The NVIDIA Shield is quite the exciting device, one we’ve been waiting to see make its way to the forefront ever since NVIDIA let us in on the juicy project back at CES 2013 (read our initial hands-on impressions). We’d heard the company would be targeting a late June launch, and we’re happy to say that NVIDIA kept its promise — the company has confirmed that SHIELD’s release date is set for Thursday, June 27th!
The good news train doesn’t stop rolling there, though. NVIDIA has also settled on the final price for the device, as the device has been dropped to a cool $299. Many gamers expressed that $350 was just a bit too much, and that $299 would be a more attractive cost of admission.
Thankfully, NVIDIA took heed to that suggestion and gave gamers what they asked for. Fret not if you’ve already pre-ordered while the price was $350, as NVIDIA promises all existing pre-orders will only be charged the new $299 price once it’s shipped.
NVIDIA SHIELD vs PS Vita and Nintendo 3DS XL
To put the price into perspective, a PlayStation Vita WiFi costs $250, and that doesn’t include the cost of memory — $50 for a 16GB stick to match up with the SHIELD’s internal storage. Consider the fact that the Vita is based on ARM Cortex-A9 quad-core architecture and has a 5-inch touchscreen with a resolution of 960 x 544 (as well as a rather unique touchpad on the back).
The other big player in handheld, Nintendo, has its own interesting product. The Nintendo 3DS costs $170 for the base model and about $220 for an XL edition. This device has dual displays, with the bottom being touchscreen and the top being autostereoscopic 3D.
Processing power for the 3DS includes a dual-core ARM11 chipset with DMP’s single-core PICA200 graphics. Even going by the XL’s tale of the tape, the 3DS’ top display is 4.88 inches with 800 x 240 (400 x 240 for each eye when considering 3D mode) resolution, and 320 x 240 resolution on the smaller lower screen. Indeed, the 3DS is a unique experience, but it doesn’t quite come close to what the SHIELD (or the Vita, for that matter) can offer in terms of sheer performance.
So how, exactly, does the SHIELD stack up for $299? It’s slated to be the first Tegra 4-equipped device in the world, with the company’s latest quad-core ARM Cortex-A15 silicon (complete with a 72-core GeForce GPU) also coming with a 5-inch 720p HD display, and 2GB of RAM. Other specs of the SHIELD include WiFi 802.11n with 2×2 MIMO for streaming PC games, Bluetooth 3.0, GPS, Mini-HDMI, a microSD card slot, and a battery rated at 28.8 Wh. Of course, it also runs Android Jelly Bean for those of you who don’t know that our beloved operating system is running the show behind the beautiful SHIELD interface.
Don’t forget this clamshell form factor means there’s a full gamepad for you to get your game on with. The SHIELD’s gamepad includes dual analog sticks, dual shoulder buttons with accompanying triggers, a full suite of face buttons, a d-pad, standard Android navigation buttons for home and back, as well as a start button. Considering all of that, it seems like quite the value.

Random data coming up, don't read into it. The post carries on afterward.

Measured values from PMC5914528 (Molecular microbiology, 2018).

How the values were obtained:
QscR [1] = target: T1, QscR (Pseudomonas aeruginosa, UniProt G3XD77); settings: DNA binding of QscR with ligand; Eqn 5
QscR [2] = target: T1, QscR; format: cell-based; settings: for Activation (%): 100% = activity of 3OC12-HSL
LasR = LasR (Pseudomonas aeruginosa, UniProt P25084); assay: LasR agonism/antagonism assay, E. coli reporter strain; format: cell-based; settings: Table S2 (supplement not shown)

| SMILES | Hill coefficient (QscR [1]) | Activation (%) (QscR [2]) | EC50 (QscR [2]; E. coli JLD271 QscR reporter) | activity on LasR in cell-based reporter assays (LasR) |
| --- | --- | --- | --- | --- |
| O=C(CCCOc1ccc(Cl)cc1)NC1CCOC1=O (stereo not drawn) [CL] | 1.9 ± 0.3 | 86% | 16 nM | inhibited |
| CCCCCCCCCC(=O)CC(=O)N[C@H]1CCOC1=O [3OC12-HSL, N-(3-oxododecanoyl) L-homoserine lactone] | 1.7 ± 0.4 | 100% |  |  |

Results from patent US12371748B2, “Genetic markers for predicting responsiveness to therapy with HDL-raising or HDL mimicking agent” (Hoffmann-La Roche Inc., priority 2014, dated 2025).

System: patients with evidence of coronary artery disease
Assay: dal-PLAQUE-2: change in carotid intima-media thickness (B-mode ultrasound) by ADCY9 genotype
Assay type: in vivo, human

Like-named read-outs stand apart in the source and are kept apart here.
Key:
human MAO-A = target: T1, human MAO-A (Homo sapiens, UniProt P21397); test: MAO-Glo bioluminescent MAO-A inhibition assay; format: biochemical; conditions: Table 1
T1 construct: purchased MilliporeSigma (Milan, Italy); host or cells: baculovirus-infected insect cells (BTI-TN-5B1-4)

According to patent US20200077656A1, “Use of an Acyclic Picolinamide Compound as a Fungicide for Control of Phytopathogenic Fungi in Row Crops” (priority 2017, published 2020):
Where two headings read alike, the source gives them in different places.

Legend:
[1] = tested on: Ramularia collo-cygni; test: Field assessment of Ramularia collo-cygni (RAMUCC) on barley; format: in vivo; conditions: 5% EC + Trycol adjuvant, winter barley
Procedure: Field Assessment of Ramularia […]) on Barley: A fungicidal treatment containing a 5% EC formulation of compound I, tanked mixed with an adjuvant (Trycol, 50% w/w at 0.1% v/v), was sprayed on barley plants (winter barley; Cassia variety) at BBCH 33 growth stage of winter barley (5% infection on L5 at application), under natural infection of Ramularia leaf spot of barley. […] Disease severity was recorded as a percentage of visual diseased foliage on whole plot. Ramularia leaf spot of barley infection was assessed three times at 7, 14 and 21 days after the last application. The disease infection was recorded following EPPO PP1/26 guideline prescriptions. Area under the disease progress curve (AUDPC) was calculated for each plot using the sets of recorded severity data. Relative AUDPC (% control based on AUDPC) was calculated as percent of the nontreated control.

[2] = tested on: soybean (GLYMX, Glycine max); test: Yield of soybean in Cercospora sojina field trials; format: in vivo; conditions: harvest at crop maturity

NVIDIA SHIELD vs Wikipad
NVIDIA’s SHIELD will also contend with the Wikipad, a gaming tablet that can be docked into a controller. This device, launched at the start of E3, is a 7-inch tablet for $250, and it’s fittingly powered by NVIDIA Tegra 3. That gives it a quad-core ARM Cortex-A9 chipset along with 1GB of RAM, 16GB of internal storage, a microSD card slot, HDMI, Bluetooth 4.0, WiFi, GPS, a 2 megapixel front camera and more.
The WikiPad’s flexibility as a full-fledged tablet might make it more valuable to some. It also has full access to the Google Play Store, as well as access to some of Sony’s titles as it’s part of the PlayStation Certified initiative. The unique controller dock features a nice mix of face buttons, a d-pad and dual analog sticks, and also has two triggers behind it (but no shoulder buttons / bumpers to go along with those).
Are you buying?
NVIDIA has been listening to the feedback since CES and beyond, and have since tweaked the device to make it more enjoyable to use. Triggers have inched around to make them more easy to use, the analog thumb sticks feel more solid, buttons give better feedback and the software is more responsive.
To top all of that off, the hinge mechanic for opening and closing the device has been made even sturdier than it already was, which should quell fears of it feeling loose after hundreds or even thousands of openings and closings. It should all come together to make for an experience even better than what our fond memories from CES are allowing us to remember.
With that, we’re curious — are you buying the SHIELD? It’s $50 cheaper than originally anticipated, and outclasses most of the competition with ease. With support for Tegra-optimized Android games and the forthcoming ability to stream PC games using WiFi 2×2 MIMO, this is one hot device that could change the face of mobile gaming as we know it.
If you’re not buying it, we want to know why. Is the form factor not appealing? Are you worried about the amount of third-party development support it’ll get down the line? Is it still a bit too rich for your wallet? Whatever your concerns are, be sure to let us know in the comments section below, and drop a quick vote in the poll while you’re at it! And if you’re sold, be sure to order yours at NVIDIA’s website.
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TAGS: NVIDIA Shield